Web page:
One of the most painful things about the past few years is how fast they’ve gone. It feels like I barely have time to clean my room, so don’t even get me started on making memories. It’s like as soon as I get to know someone, they’re gone. It’s like as soon as I’ve grown accustomed to someone’s face, it’s already fading in the back of my mind where old acquaintances go to die. Errands have a life of at least a month on my to-do list. I seriously can’t get it all done.
(And so I lay in bed in protest.)
I’ve found one remedy, though, and I’m lucky to have it. My camera and I have been together for nearly ten years now. It’s been a learning process. I can assure you, the photos I produced when I was younger were subpar and almost entirely cats with flowers dangled in front of their faces. (Why?) There really was no way around it, though. My love affair with film had begun.
The developing process is an adventure every time. In the dark, you trust your hands to know what your eyes can only guess. Your nose fills with the stinging scent of chemicals that might kill you someday, but for now, it’s killing you not to know if you got the shot. Nothing is more exhilarating than to flick on the lights in the negative room, finally open the developing tank, rinse the negatives, and then unroll the thumbnails of your success. And nothing is more heart-wrenching than unrolling a set of 36 blanks–wasted time, wasted chemicals, lost memories. I would work for hours in my college darkroom with nothing but the pulsing rhythm of the old fan and the distant tunes blaring from the radio station next door. I had the choice–size, contrast, exposure, paper type. In the developer, the image appeared like magic. Every time, my heart would soar.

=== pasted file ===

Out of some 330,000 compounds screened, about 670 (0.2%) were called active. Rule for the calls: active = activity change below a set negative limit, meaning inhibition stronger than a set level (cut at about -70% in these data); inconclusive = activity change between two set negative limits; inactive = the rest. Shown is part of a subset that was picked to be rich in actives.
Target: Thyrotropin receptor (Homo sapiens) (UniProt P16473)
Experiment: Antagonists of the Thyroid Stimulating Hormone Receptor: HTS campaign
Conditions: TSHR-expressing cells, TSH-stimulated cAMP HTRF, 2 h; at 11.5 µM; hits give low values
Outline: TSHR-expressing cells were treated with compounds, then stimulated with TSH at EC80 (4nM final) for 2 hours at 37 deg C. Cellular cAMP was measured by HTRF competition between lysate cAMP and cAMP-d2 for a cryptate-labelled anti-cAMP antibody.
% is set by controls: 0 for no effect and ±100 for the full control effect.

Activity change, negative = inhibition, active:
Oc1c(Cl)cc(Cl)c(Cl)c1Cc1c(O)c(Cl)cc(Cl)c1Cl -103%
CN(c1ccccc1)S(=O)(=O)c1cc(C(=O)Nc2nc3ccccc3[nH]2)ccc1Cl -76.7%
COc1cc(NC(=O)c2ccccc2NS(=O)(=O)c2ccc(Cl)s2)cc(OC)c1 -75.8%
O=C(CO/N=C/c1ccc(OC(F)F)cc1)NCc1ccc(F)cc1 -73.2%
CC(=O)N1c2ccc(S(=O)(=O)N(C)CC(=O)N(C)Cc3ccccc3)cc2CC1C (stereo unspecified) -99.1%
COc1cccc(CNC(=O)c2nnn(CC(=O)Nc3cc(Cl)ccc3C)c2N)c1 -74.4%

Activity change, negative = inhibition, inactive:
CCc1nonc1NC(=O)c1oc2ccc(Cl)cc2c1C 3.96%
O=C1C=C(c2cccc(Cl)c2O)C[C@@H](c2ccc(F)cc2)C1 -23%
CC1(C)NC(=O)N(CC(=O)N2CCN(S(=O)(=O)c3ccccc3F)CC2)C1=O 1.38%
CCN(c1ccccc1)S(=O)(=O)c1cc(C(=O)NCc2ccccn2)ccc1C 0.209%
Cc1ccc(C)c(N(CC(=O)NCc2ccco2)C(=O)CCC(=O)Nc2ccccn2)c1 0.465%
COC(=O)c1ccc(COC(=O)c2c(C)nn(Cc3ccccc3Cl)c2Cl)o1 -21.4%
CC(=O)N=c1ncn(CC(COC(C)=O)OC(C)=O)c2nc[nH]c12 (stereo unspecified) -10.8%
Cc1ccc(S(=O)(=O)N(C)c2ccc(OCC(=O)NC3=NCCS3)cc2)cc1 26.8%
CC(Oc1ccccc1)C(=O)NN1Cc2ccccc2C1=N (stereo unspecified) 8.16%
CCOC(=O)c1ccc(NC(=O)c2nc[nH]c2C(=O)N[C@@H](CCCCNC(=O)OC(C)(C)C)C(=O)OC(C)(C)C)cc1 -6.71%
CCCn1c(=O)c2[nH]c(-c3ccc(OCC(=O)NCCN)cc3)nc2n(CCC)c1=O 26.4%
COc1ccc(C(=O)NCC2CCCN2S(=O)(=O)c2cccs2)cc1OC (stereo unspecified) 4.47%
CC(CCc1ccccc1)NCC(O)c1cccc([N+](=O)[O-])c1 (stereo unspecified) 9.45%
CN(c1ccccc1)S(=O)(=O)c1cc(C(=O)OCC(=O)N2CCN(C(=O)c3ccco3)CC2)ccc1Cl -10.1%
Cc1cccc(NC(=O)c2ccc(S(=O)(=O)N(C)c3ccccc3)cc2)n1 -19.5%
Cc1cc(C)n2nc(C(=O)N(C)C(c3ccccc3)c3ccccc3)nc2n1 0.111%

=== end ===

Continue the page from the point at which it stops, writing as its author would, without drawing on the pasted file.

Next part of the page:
Even sending photos to be developed by someone else is a trip. There’s no way of knowing the shot you want will turn out. And when you open the little yellow envelope, you lick your lips because you’re so damn nervous your mouth has gone dry. It matters to you because, with film, each frame is precious. Film is fast becoming a non-renewable resource. It’s not a thing to squander.
I’m not saying I don’t like digital images. They certainly serve a purpose and have democratized photography, but they’re just as fast as my life racing before my eyes. I don’t feel the same connection to them. There’s no blood, sweat, and tears. There’s no sense of a battle fought and a battle well won, and I don’t have anything to hold in the end. I don’t remember the first digital picture I took, but I remember the first picture I took with my SLR. I can remember where I took it, who was there, and how I had to sit to get it just right. Every time I look at it, I relive those same moments. It really takes me back.
On Monday, I finally got off my butt and developed the four rolls of film that have been staring at me, begging to be processed, for nearly four months. It’s been a really rough year. I’ve been running back and forth between pure bliss and rock bottom–the good seems fleeting, the bad seems unending. But I found a way to press pause. When I held the final prints in my hand, time stopped while I sat in the parking lot and stared my life in the face. I had the choice. The moment ended when I said it ended. The moment came back when I wanted. Sometimes it can feel like I’ve been nowhere, but I have hard proof that I’ve seen the 1860s. Sometimes I feel like I’ve done absolutely nothing, but I have photographic evidence that I’ve watched the sun set and I’ve tasted custard heaven, and maybe that’s good enough for now.
It’s been a long time since I’ve witnessed what me and my little Minolta camera are capable of producing, the sorts of memories we share, so I’ll stop professing my love, and just show you what I mean. It’s a beautiful life.